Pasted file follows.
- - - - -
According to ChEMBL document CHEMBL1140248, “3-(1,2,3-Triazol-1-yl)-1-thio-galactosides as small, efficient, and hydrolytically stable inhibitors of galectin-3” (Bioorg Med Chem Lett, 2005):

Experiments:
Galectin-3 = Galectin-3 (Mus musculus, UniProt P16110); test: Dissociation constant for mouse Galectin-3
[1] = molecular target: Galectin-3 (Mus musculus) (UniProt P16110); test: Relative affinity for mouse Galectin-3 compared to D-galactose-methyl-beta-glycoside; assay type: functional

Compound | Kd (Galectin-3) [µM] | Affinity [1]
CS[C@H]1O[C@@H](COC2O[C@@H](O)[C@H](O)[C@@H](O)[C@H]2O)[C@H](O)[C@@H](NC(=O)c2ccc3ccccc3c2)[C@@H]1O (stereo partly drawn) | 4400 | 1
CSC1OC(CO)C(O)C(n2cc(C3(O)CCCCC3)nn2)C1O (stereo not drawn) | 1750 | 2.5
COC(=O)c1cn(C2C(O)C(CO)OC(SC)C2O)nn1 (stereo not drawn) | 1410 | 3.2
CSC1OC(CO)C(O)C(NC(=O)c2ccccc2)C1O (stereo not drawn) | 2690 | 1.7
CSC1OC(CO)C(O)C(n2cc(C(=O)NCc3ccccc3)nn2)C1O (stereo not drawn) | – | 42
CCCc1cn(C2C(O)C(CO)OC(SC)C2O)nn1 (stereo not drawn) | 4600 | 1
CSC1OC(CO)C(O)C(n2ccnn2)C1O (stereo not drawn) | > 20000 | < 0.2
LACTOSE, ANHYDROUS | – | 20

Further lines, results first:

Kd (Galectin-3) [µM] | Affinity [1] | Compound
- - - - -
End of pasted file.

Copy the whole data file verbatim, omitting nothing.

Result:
According to ChEMBL document CHEMBL1140248, “3-(1,2,3-Triazol-1-yl)-1-thio-galactosides as small, efficient, and hydrolytically stable inhibitors of galectin-3” (Bioorg Med Chem Lett, 2005):

Experiments:
Galectin-3 = Galectin-3 (Mus musculus, UniProt P16110); test: Dissociation constant for mouse Galectin-3
[1] = molecular target: Galectin-3 (Mus musculus) (UniProt P16110); test: Relative affinity for mouse Galectin-3 compared to D-galactose-methyl-beta-glycoside; assay type: functional

Compound | Kd (Galectin-3) [µM] | Affinity [1]
CS[C@H]1O[C@@H](COC2O[C@@H](O)[C@H](O)[C@@H](O)[C@H]2O)[C@H](O)[C@@H](NC(=O)c2ccc3ccccc3c2)[C@@H]1O (stereo partly drawn) | 4400 | 1
CSC1OC(CO)C(O)C(n2cc(C3(O)CCCCC3)nn2)C1O (stereo not drawn) | 1750 | 2.5
COC(=O)c1cn(C2C(O)C(CO)OC(SC)C2O)nn1 (stereo not drawn) | 1410 | 3.2
CSC1OC(CO)C(O)C(NC(=O)c2ccccc2)C1O (stereo not drawn) | 2690 | 1.7
CSC1OC(CO)C(O)C(n2cc(C(=O)NCc3ccccc3)nn2)C1O (stereo not drawn) | – | 42
CCCc1cn(C2C(O)C(CO)OC(SC)C2O)nn1 (stereo not drawn) | 4600 | 1
CSC1OC(CO)C(O)C(n2ccnn2)C1O (stereo not drawn) | > 20000 | < 0.2
LACTOSE, ANHYDROUS | – | 20

Further lines, results first:

Kd (Galectin-3) [µM] | Affinity [1] | Compound